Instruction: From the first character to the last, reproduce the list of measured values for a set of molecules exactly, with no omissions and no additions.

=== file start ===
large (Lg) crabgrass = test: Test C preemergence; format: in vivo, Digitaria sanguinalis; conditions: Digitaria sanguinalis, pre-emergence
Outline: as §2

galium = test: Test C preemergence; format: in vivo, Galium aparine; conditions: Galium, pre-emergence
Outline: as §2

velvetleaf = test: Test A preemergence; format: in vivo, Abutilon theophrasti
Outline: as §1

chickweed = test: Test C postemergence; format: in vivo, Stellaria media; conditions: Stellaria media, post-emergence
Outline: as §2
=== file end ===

large (Lg) crabgrass = test: Test C preemergence; format: in vivo, Digitaria sanguinalis; conditions: Digitaria sanguinalis, pre-emergence
Outline: as §2

galium = test: Test C preemergence; format: in vivo, Galium aparine; conditions: Galium, pre-emergence
Outline: as §2

velvetleaf = test: Test A preemergence; format: in vivo, Abutilon theophrasti
Outline: as §1

chickweed = test: Test C postemergence; format: in vivo, Stellaria media; conditions: Stellaria media, post-emergence
Outline: as §2